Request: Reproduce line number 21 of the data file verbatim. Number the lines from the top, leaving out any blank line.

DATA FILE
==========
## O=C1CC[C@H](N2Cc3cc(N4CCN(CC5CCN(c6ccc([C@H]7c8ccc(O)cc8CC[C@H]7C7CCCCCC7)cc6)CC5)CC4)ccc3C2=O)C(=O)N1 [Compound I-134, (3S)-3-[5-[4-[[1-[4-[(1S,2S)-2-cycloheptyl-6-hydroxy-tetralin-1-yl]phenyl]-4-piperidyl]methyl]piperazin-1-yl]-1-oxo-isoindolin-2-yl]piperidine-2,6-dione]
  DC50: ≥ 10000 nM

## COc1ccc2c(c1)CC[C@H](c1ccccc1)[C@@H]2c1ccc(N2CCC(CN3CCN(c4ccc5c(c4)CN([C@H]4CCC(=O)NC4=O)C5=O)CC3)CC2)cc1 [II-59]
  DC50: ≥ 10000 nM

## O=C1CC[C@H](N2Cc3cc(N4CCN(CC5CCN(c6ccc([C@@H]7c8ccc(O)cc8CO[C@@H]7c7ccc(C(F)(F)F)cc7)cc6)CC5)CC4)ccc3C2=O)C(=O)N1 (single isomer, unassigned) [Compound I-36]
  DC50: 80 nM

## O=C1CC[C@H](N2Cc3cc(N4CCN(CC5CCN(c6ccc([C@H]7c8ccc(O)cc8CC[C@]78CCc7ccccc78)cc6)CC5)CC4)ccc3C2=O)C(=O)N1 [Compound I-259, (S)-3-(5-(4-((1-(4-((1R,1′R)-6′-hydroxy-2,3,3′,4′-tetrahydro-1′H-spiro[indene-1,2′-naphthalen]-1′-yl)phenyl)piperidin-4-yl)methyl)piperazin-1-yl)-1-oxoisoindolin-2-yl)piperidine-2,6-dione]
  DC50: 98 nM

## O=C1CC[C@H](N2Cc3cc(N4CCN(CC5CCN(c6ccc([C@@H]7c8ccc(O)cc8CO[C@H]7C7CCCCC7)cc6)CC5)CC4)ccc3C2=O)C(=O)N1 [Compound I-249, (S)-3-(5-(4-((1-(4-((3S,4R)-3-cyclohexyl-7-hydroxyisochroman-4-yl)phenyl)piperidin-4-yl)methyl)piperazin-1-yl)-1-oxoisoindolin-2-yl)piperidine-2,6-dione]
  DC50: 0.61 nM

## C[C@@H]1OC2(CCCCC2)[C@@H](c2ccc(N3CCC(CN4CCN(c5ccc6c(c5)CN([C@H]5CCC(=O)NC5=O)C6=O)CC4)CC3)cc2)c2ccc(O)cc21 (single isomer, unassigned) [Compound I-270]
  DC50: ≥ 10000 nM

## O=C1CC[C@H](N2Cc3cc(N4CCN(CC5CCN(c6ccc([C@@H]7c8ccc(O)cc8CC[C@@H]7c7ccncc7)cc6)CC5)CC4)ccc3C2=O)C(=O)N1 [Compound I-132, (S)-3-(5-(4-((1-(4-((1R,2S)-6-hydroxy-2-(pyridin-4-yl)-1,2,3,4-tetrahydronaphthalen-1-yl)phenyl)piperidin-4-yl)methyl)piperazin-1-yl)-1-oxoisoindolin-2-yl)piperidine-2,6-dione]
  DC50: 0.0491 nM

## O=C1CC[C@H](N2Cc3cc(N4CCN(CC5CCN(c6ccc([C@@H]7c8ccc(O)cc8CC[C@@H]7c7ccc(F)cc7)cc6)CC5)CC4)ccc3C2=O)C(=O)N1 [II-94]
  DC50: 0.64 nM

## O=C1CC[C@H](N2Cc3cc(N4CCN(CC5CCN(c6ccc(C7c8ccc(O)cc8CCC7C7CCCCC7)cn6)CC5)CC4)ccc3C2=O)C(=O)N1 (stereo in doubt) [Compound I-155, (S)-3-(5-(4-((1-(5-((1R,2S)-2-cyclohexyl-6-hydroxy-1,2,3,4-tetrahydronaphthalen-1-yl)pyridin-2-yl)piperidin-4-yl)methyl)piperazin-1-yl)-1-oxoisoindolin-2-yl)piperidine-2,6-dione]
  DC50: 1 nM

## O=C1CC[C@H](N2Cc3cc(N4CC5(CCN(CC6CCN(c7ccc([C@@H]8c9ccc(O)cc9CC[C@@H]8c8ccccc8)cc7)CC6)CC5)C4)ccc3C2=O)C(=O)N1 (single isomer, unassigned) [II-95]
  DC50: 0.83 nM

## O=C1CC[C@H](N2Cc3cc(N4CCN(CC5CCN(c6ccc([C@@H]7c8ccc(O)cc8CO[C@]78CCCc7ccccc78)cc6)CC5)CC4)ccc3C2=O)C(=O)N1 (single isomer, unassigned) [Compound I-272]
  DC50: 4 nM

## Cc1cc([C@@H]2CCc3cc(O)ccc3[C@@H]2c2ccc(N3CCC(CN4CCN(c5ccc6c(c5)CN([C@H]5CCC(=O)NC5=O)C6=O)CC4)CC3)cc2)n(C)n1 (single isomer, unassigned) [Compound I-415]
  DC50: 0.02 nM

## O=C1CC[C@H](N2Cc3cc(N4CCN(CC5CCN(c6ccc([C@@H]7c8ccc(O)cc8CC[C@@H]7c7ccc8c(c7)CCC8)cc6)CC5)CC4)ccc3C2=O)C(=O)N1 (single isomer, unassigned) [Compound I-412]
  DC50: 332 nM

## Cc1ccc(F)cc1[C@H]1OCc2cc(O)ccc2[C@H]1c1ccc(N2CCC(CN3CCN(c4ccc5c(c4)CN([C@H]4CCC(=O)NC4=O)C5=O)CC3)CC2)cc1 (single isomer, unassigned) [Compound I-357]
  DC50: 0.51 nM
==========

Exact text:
## O=C1CC[C@H](N2Cc3cc(N4CCN(CC5CCN(c6ccc([C@@H]7c8ccc(O)cc8CO[C@]78CCCc7ccccc78)cc6)CC5)CC4)ccc3C2=O)C(=O)N1 (single isomer, unassigned) [Compound I-272]